So, my daughter hasn’t chosen to go to rehab yet. I pray every day that she will, but it’s times like these that I wonder what it must be like for someone who has just gotten out of rehab. How difficult must it be for someone who is working a very private recovery journey to deal with all the questions and nosey family members who are just waiting for them to slip up?
Personally, while I know that our family has gotten stronger and more resilient, and we have kind of made peace with our situation, I know that my grown addicted daughter is not anywhere near being recovered from her addiction.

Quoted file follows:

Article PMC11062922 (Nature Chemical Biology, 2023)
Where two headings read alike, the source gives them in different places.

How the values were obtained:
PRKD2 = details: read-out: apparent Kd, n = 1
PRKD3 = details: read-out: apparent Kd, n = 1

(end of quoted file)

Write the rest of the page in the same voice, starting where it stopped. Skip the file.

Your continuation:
I know that these days, it’s more a matter of maintaining a balance than seeing truly positive progress. I am hopeful, though, that one day, our Holidays will be filled with stories of recovery success, and not just lies about some of the things she’s doing.
No matter whether your grown addicted child is in recovery, or if he or she is doing like my oldest and performing a balancing act, I hope that you and yours are getting stronger and at least able to have a relationship with your grown addicted child. I hope that you and yours have been able to enjoy the Season and that your New Year brings joy, peace, happiness, and most of all – recovery.